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FBI releases 2019 NIBRS data

On Dec. 9, 2020, the Federal Bureau of Investigation released detailed data on nearly 7.7 million criminal offenses reported through the National Incident-Based Reporting System (NIBRS) in 2019.

The annual NIBRS report presents data about victims, known offenders, and relationships for offenses reported in 23 categories with 52 offenses. It also presents arrest data for those crimes, as well as 10 additional categories for which only arrest data is collected.

The NIBRS, 2019 report page offers resources to view or download:

  • An interactive map to filter data by agency type, state and crime category.
  • A Summary of NIBRS, 2019 data
  • Data tables available in spreadsheets and PDFs
  • Methodology
  • Specific reports on Incidents and Offenses, Victims, Arrestees, and Crimes Against Persons, Property, and Society
  • Additional NIBRS resources, such as a guide to understanding NIBRS

Report Highlights

In 2019, 8,497 law enforcement agencies, whose jurisdictions covered more than 146.5 million U.S. inhabitants, submitted NIBRS data to the FBI’s Uniform Crime Reporting (UCR) Program. These agencies accounted for 51.3% of the 16,551 law enforcement agencies that submitted data to the UCR Program in 2019. The remaining agencies submitted their data to the program via the Summary Reporting System (SRS). NIBRS agencies reported 6,572,870 incidents involving 7,688,645 offenses, 8,116,849 victims, and 6,543,257 known offenders. In addition, these agencies reported 3,931,924 arrestees.

Of the reported offenses, 59.6% were crimes against property, 24.6% were crimes against persons, and 15.8% were crimes against society. Among these categories, the offenses most reported include larceny/theft offenses, assault offenses, and drug/narcotic offenses, respectively.

Transition to NIBRS

Beginning January 1, 2021, the UCR Program is completing its transition to NIBRS-only data collection. NIBRS captures details on each single crime incident—as well as on separate offenses within the same incident—including information on victims, known offenders, relationships between victims and offenders, arrestees, and property involved in crimes. Unlike data reported through the UCR Program’s traditional Summary Reporting System—an aggregate monthly tally of crimes—NIBRS goes much deeper because of its ability to provide circumstances and context for crimes like location, time of day, and whether the incident was cleared.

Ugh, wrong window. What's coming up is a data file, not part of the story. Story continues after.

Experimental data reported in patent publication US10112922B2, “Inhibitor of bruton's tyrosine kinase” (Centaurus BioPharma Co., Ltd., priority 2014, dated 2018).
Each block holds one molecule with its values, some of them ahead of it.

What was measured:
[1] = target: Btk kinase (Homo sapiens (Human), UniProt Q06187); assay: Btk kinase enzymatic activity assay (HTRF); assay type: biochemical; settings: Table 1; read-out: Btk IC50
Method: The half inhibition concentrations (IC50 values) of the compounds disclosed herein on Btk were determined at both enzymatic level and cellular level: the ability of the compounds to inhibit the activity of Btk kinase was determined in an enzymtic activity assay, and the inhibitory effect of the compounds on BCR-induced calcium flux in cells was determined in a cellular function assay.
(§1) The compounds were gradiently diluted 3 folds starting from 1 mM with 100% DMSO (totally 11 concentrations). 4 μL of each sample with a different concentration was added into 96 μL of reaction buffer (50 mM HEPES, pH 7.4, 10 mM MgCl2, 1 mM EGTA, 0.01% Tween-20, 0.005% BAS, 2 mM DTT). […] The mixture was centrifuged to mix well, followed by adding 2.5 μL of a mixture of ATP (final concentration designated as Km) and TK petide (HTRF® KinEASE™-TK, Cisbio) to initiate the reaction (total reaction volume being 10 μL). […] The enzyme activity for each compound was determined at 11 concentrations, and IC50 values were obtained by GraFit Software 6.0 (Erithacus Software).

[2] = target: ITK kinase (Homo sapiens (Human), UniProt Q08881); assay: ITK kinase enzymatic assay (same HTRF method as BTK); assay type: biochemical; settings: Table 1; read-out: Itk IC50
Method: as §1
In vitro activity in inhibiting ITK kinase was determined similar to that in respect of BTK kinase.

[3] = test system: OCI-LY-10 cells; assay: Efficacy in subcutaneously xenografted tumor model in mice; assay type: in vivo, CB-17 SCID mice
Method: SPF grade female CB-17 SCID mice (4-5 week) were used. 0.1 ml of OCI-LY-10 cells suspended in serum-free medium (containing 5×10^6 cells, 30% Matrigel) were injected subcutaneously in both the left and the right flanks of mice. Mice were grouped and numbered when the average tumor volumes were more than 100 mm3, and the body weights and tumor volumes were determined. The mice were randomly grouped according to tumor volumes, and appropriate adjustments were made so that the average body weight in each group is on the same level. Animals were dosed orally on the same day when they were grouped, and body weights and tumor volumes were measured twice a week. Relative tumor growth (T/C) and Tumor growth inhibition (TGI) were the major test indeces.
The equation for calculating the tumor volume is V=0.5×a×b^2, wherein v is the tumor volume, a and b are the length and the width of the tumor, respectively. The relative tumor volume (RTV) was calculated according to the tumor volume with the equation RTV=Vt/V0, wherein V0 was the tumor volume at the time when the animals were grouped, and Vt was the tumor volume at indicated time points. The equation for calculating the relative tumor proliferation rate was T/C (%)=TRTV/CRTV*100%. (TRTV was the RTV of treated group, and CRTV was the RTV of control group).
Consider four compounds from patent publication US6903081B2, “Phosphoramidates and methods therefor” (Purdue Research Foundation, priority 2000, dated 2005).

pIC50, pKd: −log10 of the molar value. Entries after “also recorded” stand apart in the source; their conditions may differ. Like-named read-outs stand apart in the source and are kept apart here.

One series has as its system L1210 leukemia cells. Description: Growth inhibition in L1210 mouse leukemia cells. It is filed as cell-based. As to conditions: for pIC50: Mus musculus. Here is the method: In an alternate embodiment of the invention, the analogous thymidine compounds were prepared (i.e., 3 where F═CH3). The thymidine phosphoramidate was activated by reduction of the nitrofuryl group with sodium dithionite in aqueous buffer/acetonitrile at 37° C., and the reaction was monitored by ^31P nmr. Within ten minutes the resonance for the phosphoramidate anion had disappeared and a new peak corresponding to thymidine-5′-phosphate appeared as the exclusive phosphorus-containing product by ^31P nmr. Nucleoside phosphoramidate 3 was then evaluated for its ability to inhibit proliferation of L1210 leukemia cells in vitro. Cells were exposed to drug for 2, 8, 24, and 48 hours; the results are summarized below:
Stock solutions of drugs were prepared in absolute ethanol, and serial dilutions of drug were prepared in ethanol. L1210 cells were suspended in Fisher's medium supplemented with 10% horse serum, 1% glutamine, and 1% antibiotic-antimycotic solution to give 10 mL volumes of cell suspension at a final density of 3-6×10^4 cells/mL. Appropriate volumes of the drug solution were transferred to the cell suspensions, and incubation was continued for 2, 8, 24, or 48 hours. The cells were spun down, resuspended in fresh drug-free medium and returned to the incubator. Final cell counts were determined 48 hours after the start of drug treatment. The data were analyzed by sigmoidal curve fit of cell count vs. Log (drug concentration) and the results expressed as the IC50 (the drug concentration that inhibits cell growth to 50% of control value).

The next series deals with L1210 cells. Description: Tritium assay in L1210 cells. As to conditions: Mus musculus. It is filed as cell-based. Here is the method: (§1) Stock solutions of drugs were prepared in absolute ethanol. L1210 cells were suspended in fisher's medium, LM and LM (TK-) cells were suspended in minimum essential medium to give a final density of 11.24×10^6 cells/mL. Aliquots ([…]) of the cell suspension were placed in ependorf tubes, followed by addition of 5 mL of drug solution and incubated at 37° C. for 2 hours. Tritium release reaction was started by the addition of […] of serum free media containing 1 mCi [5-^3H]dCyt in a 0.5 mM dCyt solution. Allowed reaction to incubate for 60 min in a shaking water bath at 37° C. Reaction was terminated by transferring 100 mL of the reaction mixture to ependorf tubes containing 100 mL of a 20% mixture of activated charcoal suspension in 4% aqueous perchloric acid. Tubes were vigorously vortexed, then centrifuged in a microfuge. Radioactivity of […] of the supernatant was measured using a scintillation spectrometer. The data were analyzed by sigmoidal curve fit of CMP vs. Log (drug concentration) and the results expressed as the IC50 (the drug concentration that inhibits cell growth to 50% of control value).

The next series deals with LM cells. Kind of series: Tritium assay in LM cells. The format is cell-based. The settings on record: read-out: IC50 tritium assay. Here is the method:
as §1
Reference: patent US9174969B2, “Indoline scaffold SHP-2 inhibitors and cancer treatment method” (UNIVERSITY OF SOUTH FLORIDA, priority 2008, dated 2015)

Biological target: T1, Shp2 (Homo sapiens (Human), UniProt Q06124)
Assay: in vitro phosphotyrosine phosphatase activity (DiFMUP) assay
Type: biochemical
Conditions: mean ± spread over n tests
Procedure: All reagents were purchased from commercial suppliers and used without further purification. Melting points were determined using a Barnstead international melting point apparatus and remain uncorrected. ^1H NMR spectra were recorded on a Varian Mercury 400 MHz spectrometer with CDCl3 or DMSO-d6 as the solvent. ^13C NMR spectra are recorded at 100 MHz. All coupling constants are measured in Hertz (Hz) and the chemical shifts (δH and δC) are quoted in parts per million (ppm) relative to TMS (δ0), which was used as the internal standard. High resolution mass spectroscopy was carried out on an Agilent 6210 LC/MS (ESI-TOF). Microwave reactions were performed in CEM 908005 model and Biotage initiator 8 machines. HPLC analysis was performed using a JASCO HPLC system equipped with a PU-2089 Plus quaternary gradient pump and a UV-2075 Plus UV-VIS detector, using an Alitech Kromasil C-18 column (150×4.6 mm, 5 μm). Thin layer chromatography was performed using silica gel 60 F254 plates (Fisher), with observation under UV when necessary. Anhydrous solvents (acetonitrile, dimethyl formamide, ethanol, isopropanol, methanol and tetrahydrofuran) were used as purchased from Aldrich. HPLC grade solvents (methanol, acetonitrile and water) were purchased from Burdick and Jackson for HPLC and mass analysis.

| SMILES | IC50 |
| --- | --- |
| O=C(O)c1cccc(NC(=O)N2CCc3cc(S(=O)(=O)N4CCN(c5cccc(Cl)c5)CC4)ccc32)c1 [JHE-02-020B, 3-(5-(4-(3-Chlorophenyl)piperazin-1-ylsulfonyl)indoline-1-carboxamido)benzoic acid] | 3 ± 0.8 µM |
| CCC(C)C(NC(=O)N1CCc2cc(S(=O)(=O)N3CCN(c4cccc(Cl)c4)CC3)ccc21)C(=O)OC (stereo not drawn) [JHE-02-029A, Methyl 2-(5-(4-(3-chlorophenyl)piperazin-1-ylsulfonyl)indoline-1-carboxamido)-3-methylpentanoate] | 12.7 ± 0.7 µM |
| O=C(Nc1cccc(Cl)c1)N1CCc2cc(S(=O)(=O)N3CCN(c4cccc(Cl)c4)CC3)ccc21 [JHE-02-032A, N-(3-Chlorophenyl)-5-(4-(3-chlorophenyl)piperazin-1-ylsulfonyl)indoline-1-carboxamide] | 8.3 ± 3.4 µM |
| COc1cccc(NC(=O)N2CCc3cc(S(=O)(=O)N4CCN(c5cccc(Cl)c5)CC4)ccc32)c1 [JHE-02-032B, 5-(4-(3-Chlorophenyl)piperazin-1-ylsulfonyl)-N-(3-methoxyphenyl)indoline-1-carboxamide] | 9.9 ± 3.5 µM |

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Karen Lissy

Ms. Karen Lissy is a Justice Information Services Specialist for the Law and Policy Program of SEARCH, The National Consortium for Justice Information and Statistics. In this position, she provides assistance to state and local justice and public safety agencies to collect, curate, and use National Incident-Based Reporting System (NIBRS) data and computerized criminal history record (CCH/CHRI) information for policy analysis and development.

She also guides justice and related organizations in how to craft and implement laws, policies, practices, and technology applications to effectively collect and use CCH and related justice/public safety data; address legal, policy, and regulatory issues associated with CCH data; better manage and operate criminal justice information and identification systems; and develop security and privacy policies that protect justice information sharing systems.

Ms. Lissy has nearly two decades of research and data analysis experience, having led projects and tasks in support of two agencies within the U.S. Department of Justice’s Office of Justice Programs (the Bureau of Justice Statistics and National Institute of Justice), as well as the Centers of Disease Control and Prevention, and multiple foundations, including Ford, Annie E. Casey, and Hewlett. Prior to joining SEARCH in October 2020, Ms. Lissy served as a Social Science Researcher at RTI International, as a regional Crime Analyst for the Redmond (WA) Police Department, and as Director of a research program with the Harvard Center for Risk Analysis. Beginning in 2012, Ms. Lissy’s work has focused on improving data in law enforcement to answer policy questions and improve community/police relations.

Ms. Lissy earned a Bachelor’s degree in Public Policy from Duke University, and a Master’s in Public Health from the University of North Carolina at Chapel Hill.